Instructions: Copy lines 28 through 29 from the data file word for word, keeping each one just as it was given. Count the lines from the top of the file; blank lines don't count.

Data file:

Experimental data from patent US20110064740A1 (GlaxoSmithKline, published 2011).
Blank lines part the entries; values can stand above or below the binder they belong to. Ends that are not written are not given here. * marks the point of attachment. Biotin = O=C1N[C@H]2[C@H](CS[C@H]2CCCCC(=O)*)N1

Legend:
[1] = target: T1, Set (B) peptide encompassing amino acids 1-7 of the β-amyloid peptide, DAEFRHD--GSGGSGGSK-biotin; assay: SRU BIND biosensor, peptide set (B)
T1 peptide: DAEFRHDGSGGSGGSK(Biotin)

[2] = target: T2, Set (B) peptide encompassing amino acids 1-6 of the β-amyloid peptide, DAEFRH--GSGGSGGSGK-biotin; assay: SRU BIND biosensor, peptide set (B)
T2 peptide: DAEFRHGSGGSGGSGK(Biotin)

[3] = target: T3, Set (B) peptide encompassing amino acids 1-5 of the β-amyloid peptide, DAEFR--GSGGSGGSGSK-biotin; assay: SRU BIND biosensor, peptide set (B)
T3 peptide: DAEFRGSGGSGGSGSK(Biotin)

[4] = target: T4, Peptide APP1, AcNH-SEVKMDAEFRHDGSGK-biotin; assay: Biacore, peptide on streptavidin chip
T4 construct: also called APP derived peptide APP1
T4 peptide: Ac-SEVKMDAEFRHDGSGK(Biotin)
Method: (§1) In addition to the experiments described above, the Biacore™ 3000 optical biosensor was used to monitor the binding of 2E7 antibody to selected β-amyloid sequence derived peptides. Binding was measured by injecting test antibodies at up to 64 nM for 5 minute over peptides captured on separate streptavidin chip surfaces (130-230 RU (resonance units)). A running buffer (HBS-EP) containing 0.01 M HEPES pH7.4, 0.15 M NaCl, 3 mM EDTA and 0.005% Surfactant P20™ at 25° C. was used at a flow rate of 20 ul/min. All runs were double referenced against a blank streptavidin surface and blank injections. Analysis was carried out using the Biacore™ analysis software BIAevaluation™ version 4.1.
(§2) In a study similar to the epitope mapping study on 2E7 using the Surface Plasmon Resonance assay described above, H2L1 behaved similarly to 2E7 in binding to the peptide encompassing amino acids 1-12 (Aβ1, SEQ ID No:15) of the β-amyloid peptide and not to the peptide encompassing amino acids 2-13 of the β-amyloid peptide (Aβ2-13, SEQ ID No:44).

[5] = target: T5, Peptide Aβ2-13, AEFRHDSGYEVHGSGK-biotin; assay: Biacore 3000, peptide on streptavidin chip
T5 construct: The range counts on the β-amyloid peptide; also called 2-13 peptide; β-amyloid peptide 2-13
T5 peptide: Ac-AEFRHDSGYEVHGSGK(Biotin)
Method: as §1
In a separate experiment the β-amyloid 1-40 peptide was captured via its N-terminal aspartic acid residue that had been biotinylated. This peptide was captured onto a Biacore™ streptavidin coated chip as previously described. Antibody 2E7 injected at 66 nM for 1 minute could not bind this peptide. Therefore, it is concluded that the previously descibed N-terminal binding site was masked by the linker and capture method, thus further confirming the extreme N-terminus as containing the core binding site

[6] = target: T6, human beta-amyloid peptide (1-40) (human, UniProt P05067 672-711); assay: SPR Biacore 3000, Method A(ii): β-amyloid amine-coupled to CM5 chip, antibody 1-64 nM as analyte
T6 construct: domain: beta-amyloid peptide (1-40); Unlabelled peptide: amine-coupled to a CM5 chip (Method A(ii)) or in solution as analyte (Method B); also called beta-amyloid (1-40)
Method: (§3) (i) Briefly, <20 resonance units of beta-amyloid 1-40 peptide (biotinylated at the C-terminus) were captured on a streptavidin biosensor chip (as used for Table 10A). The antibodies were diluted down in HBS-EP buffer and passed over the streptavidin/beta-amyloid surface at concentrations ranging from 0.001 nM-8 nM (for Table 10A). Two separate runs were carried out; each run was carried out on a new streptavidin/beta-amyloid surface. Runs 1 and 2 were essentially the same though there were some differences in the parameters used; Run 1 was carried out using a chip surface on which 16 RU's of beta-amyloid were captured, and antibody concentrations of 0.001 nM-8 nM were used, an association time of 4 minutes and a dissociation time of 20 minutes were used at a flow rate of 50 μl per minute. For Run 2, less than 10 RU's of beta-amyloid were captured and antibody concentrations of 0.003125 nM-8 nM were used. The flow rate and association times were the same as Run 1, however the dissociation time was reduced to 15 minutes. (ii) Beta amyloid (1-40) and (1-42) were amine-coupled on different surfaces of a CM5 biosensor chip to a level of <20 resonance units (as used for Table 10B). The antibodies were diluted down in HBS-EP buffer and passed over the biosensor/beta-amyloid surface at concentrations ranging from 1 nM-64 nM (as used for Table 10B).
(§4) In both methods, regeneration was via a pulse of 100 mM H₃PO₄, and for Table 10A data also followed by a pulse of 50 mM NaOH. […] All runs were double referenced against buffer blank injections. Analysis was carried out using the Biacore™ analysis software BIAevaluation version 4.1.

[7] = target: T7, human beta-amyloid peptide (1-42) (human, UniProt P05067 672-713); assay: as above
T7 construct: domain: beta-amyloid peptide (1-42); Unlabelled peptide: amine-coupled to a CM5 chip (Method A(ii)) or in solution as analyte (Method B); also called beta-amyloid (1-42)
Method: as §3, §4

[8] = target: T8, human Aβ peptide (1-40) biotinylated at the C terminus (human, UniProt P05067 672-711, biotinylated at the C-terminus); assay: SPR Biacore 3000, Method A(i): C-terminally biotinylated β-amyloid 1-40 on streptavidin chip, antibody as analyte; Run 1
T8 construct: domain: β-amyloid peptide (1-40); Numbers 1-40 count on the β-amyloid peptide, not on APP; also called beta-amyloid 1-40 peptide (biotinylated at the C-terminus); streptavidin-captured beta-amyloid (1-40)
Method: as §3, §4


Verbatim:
T8 construct: domain: β-amyloid peptide (1-40); Numbers 1-40 count on the β-amyloid peptide, not on APP; also called beta-amyloid 1-40 peptide (biotinylated at the C-terminus); streptavidin-captured beta-amyloid (1-40)
Method: as §3, §4